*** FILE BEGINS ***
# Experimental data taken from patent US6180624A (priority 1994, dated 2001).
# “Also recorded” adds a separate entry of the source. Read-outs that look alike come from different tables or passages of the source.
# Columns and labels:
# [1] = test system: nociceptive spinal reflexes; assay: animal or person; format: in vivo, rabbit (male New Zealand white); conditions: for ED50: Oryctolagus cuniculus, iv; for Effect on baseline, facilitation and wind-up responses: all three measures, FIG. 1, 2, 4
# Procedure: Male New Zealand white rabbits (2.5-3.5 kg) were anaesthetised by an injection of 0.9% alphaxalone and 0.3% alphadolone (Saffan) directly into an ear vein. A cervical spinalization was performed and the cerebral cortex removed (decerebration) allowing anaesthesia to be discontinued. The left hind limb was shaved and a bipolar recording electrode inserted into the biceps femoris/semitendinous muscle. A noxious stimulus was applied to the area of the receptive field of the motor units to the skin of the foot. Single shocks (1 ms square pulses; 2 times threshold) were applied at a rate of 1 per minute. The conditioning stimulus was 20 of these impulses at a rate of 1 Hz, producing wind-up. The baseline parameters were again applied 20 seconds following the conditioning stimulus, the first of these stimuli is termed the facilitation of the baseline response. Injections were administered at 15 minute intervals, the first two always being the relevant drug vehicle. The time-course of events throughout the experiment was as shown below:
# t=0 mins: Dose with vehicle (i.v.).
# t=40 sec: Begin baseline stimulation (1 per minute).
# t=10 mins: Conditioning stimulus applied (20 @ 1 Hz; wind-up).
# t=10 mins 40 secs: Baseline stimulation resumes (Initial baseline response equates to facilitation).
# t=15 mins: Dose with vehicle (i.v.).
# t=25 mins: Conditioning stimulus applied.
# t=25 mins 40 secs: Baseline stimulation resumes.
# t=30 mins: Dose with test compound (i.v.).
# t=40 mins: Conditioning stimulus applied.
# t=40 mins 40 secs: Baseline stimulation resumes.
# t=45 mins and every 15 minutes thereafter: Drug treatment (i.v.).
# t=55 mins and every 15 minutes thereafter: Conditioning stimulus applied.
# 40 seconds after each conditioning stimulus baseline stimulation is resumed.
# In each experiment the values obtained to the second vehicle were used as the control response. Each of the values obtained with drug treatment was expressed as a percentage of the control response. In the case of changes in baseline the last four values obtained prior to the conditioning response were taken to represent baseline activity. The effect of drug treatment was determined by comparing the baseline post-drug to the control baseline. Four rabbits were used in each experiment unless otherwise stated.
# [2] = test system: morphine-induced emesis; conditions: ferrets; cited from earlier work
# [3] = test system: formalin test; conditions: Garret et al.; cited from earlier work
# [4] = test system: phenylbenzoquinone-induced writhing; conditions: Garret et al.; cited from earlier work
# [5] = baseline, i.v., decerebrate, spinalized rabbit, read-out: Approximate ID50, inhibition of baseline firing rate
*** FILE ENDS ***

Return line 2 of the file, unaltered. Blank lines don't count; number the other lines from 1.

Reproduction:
# “Also recorded” adds a separate entry of the source. Read-outs that look alike come from different tables or passages of the source.